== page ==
You'll find more details in Software Gone Wild Episode 69 recorded with Lukas Krattiger in November 2016 (you can also watch VXLAN Technical Deep Dive webinar to learn more about VXLAN).

Parsing Printouts with Ansible Regular Expression Filters

Ansible is great at capturing and using JSON-formatted data returned by REST API (or any other script or method it can invoke), but unfortunately some of us still have to deal with network devices that cannot even spell structured data or REST.

Introduction to Docker: Featured Video of January 2017

The featured webinar in January 2017 is the Introduction to Docker webinar, and in the featured video Matt Oswalt explains the basic Docker tasks. Other videos in this webinar cover Docker images, volumes, networking, and Docker Compose and Swarm.

To view the featured video, log into, select the webinar from the first page, and watch the video marked with star.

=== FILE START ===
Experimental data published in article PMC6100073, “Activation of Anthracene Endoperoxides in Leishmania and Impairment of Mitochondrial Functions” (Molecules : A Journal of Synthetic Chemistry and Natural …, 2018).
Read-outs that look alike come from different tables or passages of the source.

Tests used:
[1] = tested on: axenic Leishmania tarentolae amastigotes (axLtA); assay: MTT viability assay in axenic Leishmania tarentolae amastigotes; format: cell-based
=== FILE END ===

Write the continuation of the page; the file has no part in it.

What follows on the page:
Device Configurations Are Not a Good Source of Truth

One of my subscribers sent me this question after watching the second part of Network Automation Tools webinar (or maybe it was Elisa Jasinska's presentation in the Data Center course):

Elisa mentions that for a given piece of data, there should be “one source of truth”. It gets a bit muddled when you have an IPAM tool and Git source control simultaneously. It is not hard to imagine scenarios where these get out of sync especially if you consider multi-operator scenarios.

Confused? He provided a simple scenario:

Plans for 2017

With January 6th the Christmas/New Year holidays are over even for most European countries, so it’s time to restart my blog and set some goals for 2017.


2015 was year of SDN, 2016 was year of network automation, and 2017 is shaping up to be the year of the cloud.